She would soon be turning 43. She remembers thinking her life was half over. She remembers thinking she could make the second half better than the first.

On November 30, the day after her birthday, she wrote a letter of resignation, making it effective the following day at noon. She went to the prison in the morning as usual and then skipped her lunch hour and drove straight to the Illinois River Correctional Center, where several years earlier she’d been offered a job as assistant warden of programs.

She didn’t receive the warm welcome she would have if she’d taken the job. Instead, she was frisked. Lois felt apprehensive about being there as a visitor rather than an administrator, but once she saw Dan, and could freely wrap her arms around him and kiss him, she had no regrets.

Dan was transferred over the years to prisons all over the state: Hill, Danville, Western Illinois, Danville again, Dixon, Pinckneyville, and Logan. It didn’t matter how far they moved him, Lois told herself: her car would get her there, her stamps would carry her letters, her phone would carry his voice.

She visited Dan every week–usually on the weekends, when her children were with their father. If they were with her on a weekend, she’d take a vacation day from her new job–as executive director of the Spanish Center, a Joliet social service organization that helps immigrants find jobs and apply for citizenship–and visit while they were in school.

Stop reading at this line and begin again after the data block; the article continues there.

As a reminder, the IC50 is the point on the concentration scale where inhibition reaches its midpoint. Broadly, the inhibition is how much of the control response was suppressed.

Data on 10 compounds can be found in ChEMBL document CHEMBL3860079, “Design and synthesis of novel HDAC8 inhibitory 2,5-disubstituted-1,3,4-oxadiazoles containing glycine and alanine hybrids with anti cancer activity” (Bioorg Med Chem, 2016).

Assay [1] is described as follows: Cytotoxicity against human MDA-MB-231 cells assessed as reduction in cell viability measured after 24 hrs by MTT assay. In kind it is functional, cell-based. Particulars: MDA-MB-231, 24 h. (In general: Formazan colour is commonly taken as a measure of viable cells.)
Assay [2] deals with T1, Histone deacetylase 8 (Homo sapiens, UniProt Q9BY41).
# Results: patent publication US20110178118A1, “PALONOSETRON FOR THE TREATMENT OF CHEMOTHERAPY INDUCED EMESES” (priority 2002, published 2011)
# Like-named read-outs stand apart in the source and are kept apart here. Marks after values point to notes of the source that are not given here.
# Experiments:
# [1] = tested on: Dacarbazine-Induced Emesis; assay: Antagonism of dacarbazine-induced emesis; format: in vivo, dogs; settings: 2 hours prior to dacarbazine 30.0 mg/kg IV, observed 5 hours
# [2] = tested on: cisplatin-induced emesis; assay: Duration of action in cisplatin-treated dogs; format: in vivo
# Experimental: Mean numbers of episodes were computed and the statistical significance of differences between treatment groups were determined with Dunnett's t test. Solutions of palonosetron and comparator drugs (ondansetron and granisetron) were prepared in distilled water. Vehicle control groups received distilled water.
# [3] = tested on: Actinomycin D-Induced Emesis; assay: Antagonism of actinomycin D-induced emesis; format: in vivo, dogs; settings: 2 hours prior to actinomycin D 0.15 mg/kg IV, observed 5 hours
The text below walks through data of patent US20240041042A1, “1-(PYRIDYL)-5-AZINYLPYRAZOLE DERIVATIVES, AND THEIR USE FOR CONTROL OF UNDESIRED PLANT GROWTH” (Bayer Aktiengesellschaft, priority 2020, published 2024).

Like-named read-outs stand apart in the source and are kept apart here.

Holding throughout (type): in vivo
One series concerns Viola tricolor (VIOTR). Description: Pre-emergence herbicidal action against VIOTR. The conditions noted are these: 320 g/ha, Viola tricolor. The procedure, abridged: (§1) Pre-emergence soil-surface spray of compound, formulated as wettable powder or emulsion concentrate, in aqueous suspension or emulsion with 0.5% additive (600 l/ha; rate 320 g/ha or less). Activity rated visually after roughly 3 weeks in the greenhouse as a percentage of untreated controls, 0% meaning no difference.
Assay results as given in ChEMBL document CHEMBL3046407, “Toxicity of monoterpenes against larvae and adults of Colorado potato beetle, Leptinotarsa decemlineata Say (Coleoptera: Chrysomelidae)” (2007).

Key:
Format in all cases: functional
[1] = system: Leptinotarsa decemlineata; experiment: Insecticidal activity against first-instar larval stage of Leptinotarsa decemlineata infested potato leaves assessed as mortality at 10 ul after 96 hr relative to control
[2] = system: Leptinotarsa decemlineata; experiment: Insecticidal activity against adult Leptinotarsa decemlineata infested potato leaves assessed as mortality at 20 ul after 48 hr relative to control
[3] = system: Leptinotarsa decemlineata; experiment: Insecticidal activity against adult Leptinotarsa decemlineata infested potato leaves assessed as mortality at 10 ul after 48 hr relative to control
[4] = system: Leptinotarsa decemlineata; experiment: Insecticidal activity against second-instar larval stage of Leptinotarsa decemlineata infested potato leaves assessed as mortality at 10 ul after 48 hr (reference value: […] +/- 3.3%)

The visiting rooms at most prisons were dreary, with fluorescent lights, cold tables, and vending machines full of junk food. Visitors often added to the bleak ambience, sobbing or softly crying and wearing pained expressions. Not Dan and Lois. “We would be having the time of our lives,” she says. They talked about anything and everything, laughed about silly things, and played board games and cards: euchre, twenty-one, gin rummy, Scrabble. Sometimes they put a sign on their table: Child Care Area. “He loved kids, and other people would let their kids come hang out with us so they could have some time alone.”

Lois’s own children met Dan only a few times. They didn’t enjoy making the trips to prison. Lois refused to tell them why he was locked up. When they pestered her about Dan’s charges, she would only assure them he hadn’t killed anyone. “I didn’t think that they needed the extra drama,” she says. She didn’t want to force “adult issues” on them, and she worried that if other children found out they might say cruel things.

When her daughter was a teenager she sometimes referred to Dan as Lois’s “convict boyfriend.” The comment stung less once Lois realized it was usually timed to deflect attention from a problem they were having.